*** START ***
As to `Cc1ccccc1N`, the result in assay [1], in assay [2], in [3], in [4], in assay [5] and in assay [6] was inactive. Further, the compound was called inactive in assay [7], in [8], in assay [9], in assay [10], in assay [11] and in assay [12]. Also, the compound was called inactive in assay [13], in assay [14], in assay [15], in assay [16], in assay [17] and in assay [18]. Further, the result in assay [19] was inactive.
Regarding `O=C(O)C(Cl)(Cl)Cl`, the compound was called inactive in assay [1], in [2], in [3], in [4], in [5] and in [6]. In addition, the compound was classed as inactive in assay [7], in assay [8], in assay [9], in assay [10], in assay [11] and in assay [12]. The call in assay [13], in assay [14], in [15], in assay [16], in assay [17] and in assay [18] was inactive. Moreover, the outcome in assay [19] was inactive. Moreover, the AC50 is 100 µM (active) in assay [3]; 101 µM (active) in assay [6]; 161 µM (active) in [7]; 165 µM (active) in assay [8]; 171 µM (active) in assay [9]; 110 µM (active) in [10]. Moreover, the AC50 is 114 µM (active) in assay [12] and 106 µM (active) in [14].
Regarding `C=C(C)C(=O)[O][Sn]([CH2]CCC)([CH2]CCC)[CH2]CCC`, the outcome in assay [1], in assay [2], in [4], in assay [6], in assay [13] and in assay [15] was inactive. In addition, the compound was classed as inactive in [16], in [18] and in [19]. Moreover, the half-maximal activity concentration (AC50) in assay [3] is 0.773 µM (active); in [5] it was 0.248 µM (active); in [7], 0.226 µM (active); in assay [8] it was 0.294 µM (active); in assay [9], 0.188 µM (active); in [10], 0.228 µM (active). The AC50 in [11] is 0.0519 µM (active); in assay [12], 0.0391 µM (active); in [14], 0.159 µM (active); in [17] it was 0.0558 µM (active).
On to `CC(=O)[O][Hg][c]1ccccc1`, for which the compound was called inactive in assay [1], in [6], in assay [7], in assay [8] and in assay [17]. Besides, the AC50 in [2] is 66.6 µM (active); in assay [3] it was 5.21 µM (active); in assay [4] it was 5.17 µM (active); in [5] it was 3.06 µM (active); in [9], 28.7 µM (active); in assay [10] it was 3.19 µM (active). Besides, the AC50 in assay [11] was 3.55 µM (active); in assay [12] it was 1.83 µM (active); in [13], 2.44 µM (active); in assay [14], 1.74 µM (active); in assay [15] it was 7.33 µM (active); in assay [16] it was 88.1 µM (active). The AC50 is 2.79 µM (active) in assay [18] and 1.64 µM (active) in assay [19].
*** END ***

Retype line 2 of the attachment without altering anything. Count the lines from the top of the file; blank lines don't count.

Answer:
Regarding `O=C(O)C(Cl)(Cl)Cl`, the compound was called inactive in assay [1], in [2], in [3], in [4], in [5] and in [6]. In addition, the compound was classed as inactive in assay [7], in assay [8], in assay [9], in assay [10], in assay [11] and in assay [12]. The call in assay [13], in assay [14], in [15], in assay [16], in assay [17] and in assay [18] was inactive. Moreover, the outcome in assay [19] was inactive. Moreover, the AC50 is 100 µM (active) in assay [3]; 101 µM (active) in assay [6]; 161 µM (active) in [7]; 165 µM (active) in assay [8]; 171 µM (active) in assay [9]; 110 µM (active) in [10]. Moreover, the AC50 is 114 µM (active) in assay [12] and 106 µM (active) in [14].